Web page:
Palant said the Chorale has performed at a number of churches over the years, including numerous performances at Cathedral of Hope. He recalled one time that the Chorale was scheduled to perform at First Baptist Church for the American Choral Director’s Association. That church canceled the performance at the last minute, which was hastily rescheduled at First Methodist.

“This is not about tearing down the mighty walls of prejudice,” he said. “It’s about outreach. We have not been to this venue before.”

He said that Shearith is a member of the Chorale’s Partners in Harmony program that has signed an “all people are created equal” statement.

He pointed out that the term Conservative refers to the service, not social issues. The Conservative movement ordains woman as rabbis, just as Reform does.

“Just in the last five years, the rabbinic assembly approved the ordination of gay rabbis,” he said. “That gives them the liberty to give honors to gay Jews.”
The honors would include calling a same-sex Jewish couple up to read from the Torah or to marry.

Zhrebker called the Chorale’s performance a gift and has been promoting the concert to church choirs across North Dallas. Other synagogues in North Dallas have been promoting the event as well.

“I’m looking forward to taking this relationship into the future,” Zhrebker said.

Palant is excited about the concert for one more personal reason as well.  “It’s made my mother the happiest Jewish mother ever,” he said. “She’s kvelling.”
“Kvell” is a Yiddish word that means beaming with pride, usually by a parent over a child’s achievements.

Turtle Creek Chorale Concert at Congregation Shearith Israel, 9401 Douglas Ave. Nov. 14 at 7:30 p.m. $15. $12 for students and seniors. 214-361-6606.

This article appeared in the Dallas Voice print edition November 12, 2010.

—  Michael Stephens

New and old

From creaky Victorian melodramas to well-worn musicals, something’s afoot

ARNOLD WAYNE JONES  | Life+Style Editor jones@dallasvoice.com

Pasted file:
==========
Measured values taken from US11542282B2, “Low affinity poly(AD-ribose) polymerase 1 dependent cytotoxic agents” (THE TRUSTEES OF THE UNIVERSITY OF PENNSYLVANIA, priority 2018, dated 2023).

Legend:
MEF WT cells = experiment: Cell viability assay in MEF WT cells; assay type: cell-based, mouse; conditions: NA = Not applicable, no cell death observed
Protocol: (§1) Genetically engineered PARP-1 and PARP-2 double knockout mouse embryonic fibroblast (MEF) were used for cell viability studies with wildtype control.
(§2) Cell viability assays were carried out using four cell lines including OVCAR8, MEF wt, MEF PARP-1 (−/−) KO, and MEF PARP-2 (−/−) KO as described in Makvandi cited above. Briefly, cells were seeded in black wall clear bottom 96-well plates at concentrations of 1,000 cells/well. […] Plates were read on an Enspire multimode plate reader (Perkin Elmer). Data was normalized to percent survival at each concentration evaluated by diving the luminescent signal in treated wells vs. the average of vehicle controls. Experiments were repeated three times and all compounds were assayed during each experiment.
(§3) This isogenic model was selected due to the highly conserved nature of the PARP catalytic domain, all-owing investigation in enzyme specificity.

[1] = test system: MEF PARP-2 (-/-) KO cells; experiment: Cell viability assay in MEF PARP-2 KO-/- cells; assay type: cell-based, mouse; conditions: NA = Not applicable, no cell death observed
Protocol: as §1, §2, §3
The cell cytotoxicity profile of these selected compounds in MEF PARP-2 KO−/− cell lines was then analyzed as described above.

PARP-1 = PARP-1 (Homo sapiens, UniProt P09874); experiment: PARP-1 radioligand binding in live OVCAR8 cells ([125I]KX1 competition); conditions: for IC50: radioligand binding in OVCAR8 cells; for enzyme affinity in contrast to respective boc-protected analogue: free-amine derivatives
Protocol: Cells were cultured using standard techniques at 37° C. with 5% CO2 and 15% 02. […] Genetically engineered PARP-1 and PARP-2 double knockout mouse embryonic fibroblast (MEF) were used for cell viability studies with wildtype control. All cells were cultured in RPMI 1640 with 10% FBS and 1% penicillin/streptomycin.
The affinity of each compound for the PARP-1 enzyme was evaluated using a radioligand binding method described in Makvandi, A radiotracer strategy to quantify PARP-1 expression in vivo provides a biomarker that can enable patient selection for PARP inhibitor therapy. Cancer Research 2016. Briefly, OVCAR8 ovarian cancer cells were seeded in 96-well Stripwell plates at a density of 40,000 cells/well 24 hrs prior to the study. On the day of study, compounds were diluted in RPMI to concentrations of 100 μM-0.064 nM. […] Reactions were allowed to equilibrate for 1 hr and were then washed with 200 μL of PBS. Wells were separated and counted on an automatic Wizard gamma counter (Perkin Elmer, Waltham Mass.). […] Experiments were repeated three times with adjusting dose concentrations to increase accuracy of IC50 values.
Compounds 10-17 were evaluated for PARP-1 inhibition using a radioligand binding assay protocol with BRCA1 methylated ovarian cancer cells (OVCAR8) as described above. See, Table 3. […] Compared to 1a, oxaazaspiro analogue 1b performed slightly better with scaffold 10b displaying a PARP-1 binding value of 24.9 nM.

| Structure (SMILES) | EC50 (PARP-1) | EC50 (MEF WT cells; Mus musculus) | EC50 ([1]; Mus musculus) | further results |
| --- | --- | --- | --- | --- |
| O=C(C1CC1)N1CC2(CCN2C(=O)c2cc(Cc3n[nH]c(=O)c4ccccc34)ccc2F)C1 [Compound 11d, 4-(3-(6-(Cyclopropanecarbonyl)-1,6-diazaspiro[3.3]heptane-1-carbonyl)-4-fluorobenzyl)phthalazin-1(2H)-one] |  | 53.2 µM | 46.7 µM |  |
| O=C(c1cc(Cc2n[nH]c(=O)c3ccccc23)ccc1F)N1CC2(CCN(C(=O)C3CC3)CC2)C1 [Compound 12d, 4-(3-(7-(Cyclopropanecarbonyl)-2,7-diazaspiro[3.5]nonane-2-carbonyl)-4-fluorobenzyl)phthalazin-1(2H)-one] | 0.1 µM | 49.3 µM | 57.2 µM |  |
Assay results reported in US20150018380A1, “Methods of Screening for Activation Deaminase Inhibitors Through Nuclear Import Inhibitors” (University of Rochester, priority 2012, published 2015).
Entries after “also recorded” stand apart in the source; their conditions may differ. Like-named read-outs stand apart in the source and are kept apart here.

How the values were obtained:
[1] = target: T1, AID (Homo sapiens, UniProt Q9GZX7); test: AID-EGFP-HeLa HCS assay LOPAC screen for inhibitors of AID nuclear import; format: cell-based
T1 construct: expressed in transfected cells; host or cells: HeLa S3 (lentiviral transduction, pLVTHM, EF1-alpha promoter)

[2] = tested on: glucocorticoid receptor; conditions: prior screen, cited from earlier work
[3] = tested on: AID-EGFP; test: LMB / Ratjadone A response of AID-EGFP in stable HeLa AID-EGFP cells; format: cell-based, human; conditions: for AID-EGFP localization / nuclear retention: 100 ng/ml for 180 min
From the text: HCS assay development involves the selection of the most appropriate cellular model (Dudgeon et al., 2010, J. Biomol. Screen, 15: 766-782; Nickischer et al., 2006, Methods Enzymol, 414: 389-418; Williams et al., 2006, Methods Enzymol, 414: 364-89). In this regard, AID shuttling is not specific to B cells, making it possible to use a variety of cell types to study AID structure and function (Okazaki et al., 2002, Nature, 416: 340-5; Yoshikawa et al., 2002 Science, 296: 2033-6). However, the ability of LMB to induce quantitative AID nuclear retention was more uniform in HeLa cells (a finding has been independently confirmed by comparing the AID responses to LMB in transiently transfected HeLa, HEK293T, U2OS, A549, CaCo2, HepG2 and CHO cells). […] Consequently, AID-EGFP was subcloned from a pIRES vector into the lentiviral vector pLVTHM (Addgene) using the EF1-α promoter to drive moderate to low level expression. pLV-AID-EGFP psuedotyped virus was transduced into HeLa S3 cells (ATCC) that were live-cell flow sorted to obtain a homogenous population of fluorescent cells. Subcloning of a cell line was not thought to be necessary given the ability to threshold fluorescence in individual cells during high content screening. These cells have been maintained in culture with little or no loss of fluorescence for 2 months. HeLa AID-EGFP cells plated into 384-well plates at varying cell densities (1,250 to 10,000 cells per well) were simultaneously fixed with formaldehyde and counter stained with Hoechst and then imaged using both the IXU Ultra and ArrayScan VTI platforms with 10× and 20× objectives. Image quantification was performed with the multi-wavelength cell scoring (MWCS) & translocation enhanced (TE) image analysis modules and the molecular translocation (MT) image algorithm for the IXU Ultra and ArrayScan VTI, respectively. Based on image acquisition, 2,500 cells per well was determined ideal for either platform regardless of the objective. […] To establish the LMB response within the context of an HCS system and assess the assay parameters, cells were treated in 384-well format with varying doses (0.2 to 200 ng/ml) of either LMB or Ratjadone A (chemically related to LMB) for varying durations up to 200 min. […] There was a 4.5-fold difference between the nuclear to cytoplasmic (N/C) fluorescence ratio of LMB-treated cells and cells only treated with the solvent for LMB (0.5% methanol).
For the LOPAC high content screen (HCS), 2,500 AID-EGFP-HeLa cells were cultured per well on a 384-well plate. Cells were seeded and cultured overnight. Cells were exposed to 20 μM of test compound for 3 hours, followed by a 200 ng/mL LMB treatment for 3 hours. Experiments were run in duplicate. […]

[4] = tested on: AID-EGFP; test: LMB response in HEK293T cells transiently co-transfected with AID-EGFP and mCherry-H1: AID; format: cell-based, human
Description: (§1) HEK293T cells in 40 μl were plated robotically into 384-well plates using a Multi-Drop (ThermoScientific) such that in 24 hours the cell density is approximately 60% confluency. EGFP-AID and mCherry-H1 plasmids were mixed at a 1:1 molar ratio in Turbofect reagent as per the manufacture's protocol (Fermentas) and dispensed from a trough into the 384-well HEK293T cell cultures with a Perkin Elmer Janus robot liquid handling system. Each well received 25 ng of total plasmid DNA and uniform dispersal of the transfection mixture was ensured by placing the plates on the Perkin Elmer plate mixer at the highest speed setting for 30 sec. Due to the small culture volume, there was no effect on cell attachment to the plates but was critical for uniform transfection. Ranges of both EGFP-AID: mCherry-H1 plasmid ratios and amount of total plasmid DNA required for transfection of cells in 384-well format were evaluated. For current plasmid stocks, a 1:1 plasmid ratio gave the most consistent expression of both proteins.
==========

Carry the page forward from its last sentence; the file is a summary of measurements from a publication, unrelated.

CRISPNESS, CAROL  |  Wendy Welch’s parody of Carol Channing is a spectacular highlight of ‘Forbidden Broadway’s Greatest Hits’ from Uptown Players.
CRISPNESS, CAROL | Wendy Welch’s parody of Carol Channing is a spectacular highlight of ‘Forbidden Broadway’s Greatest Hits’ from Uptown Players.

ON THE BOARD
FORBIDDEN BROADWAY’S GREATEST HITS

at the Kalita Humphreys Theater, 3636 Turtle Creek Blvd. Through Aug. 29.
UptownPlayers.org

SHERLOCK HOLMES IN THE CRUCIFER OF BLOOD
at Theatre Three, 2900 Routh St. in the Quadrangle. Through Sep. 5.
Theatre3Dallas.com

THE 25TH ANNUAL PUTNAM COUNTY SPELLING BEE,
2819 Forest Ridge Road, Bedford. Through Aug. 22.
OnStageinBedford.com

Every January, Uptown Players’ fundraiser Broadway Our Way takes songs from musicals, adds a large cast and performs a revue, as the men sing the women’s parts and the women sing the men’s. So when Tyce Green steps onstage in Forbidden Broadway’s Greatest Hits in a red wrap dress, doing Patti LuPone doing Mama Rose better than Patti herself (he’s just as crazy), you might think but for the sweltering heat you’re watching an encore — outtakes from last season’s fundraiser.

That is the curse and the joy of this show, mined from the long-running satire of Broadway seasons that has played off-Broadway for decades. Is Uptown Players cannibalizing itself or just giving the audience more of what it wants? Let’s go with the latter.

Aside from Green, there’s no gender-bending in the musical numbers, which tweak songs from The Phantom of the Opera, Les Miserables, Sondheim, Jerry Herman, Bob Fosse and other legends of theater who deserve to be taken down a peg for the impudence of being successful.